(Update, Sept. 20): Since publishing this post, Johnson has notched 5 saves, 1 win, and 0 blown saves, giving up one earned run in 9 appearances, all of them Orioles wins. The Orioles have also continued winning close games (none of those victories were by more than four runs and the average margin of victory was two runs) and extra inning games (they’ve now won 15 extra inning games in a row, the longest such streak since 1949). Additionally, the Orioles are only 1/2 a game back of the Yankees in the AL East and only 3 games back of the Rangers for the best record in the League—despite having a negative run differential. There’s still a chance Jim Johnson will be the best player on the best team and his stats, especially without those anomalous .2 IP, suggest he’s basically untouchable. Doesn’t that garner him some MVP votes?
OK, so, Josh Hamilton is pretty clearly the MVP of the American League at this point: He’s the best player (35 HR, 111 RBI, .937 OPS) on the best team (the Rangers, who are two games ahead of the Yankees for the best record in the League and have a run differential of +114). Fine.
But let me briefly make the case that the Orioles’ Jim Johnson should come (at least) second on any honest ballot. Bear with me for a second.
The Orioles are stubbornly clinging to a wild card spot and are only 3.5 games behind the Yankees in the ultra-competitive American League East—despite the fact that they have a run differential of -45 (which is to say, they’ve given up 45 more runs than they’ve scored). They are in a position to sneak into the playoffs because their bullpen has kept them in close games and they tend to win those close games: Including last night’s 1-run win, the Orioles have won 13 straight 1-run games and are 24-6 overall in one-run games. The bullpen as a whole has been fantastic; their closer, in particular, has been virtually unhittable.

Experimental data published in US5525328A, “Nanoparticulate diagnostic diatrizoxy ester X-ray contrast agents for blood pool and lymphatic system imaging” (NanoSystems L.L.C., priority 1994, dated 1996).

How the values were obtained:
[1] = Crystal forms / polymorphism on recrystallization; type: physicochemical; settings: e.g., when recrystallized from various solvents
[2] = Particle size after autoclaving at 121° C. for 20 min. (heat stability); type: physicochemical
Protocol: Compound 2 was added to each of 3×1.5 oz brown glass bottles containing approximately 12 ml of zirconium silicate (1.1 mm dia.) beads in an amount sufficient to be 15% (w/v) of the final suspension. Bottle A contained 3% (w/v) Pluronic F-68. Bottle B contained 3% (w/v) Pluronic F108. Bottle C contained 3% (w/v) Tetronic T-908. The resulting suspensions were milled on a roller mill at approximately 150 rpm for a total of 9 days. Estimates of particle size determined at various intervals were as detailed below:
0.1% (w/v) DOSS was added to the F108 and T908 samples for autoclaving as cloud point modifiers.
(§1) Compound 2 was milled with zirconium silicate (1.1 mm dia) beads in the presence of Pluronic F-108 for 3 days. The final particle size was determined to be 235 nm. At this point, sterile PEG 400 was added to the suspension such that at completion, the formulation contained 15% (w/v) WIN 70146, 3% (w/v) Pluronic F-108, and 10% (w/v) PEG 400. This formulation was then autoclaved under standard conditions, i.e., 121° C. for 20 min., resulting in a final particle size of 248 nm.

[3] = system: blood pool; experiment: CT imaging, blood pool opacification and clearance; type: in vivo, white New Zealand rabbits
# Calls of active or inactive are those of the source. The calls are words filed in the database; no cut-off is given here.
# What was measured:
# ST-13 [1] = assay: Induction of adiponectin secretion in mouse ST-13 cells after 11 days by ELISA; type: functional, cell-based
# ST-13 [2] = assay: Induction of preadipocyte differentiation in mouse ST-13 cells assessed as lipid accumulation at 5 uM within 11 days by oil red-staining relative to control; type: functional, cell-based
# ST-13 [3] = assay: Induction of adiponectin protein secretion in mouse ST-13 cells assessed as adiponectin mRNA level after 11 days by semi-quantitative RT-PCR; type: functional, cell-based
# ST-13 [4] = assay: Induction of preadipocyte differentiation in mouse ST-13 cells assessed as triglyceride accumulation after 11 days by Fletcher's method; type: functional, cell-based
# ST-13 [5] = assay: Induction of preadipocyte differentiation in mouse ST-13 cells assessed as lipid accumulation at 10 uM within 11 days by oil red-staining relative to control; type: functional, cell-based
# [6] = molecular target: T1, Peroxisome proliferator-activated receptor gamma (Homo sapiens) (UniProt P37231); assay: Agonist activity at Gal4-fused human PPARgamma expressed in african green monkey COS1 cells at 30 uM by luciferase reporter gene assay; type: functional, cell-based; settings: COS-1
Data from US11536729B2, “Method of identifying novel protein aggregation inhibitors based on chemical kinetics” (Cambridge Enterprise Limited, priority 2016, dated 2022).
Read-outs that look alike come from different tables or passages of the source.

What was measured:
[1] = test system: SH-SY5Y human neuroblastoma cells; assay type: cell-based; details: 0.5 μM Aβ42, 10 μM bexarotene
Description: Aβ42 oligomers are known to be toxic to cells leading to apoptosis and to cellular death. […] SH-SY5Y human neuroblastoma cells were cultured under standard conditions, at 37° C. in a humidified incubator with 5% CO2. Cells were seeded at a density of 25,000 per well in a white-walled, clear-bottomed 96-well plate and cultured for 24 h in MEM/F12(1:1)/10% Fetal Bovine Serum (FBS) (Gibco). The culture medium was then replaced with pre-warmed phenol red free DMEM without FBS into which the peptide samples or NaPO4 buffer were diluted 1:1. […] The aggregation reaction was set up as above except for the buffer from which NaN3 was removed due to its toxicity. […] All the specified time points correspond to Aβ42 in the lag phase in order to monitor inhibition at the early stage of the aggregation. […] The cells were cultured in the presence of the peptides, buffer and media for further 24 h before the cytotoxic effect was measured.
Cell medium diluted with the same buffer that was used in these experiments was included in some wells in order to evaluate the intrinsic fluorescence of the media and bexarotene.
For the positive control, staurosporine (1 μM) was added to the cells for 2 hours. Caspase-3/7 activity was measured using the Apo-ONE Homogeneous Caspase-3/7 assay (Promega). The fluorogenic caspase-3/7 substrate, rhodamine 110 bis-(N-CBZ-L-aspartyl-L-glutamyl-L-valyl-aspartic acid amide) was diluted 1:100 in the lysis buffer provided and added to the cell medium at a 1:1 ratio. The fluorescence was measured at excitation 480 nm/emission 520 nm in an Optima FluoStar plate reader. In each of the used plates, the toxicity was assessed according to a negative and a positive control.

Jim Johnson’s stats are deceptively good. He’s got a 2.96 ERA and a .988 WHIP to go with his 40 saves (which ties him for the league lead). He has blown three saves, two of which the Orioles won anyway. I say his stats are deceptively good because his ERA has been massively inflated by two terrible outings: One .1 IP outing in which he gave up 6 ER, and notched his only loss, and one non-save outing in which he gave up 5 ER in another .1 IP. So he’s given up 11ER in .2 IP—two appearances out of 56, one of which wasn’t even a save situation. If you remove those two anomalous outings, his ERA plummets to 1.17 and his WHIP drops to 0.81. If you just take out the one anomaly that wasn’t a save situation, his ERA still drops to 2.15 and his WHIP dips to 0.93. As I said, he’s been pretty damn good when it matters.
Now, I don’t think his stats aren’t good enough to win him the Cy Young; his k/9 is pretty low and his ERA/WHIP aren’t the best in the League. I’d say Hernandez or Verlander probably have a better case for the mantle “best pitcher in the league.” But they certainly put him in contention for “most valuable player.” Wins are wins and outs count regardless of how they come; I don’t think periphery stats matter as much for this category. In 1992, when Dennis Eckersley won the MVP, Oakland made the playoffs and Eck notched 51 saves with a 1.91 ERA and a .913 WHIP. Johnson’s numbers aren’t far off if you take out that one bad, non-save outing and are actually better if you remove both anomalies. If the Orioles somehow manage to make the playoffs he’d clearly be the best player on a playoff team and virtually the only reason they’ve managed to keep pace with teams that have far more potent offenses.
Of course, all of this is moot if he gets blown up from here on out or if the Orioles go into a tailspin. But you’ve got to lay the groundwork for these things early! Johnson for MVP!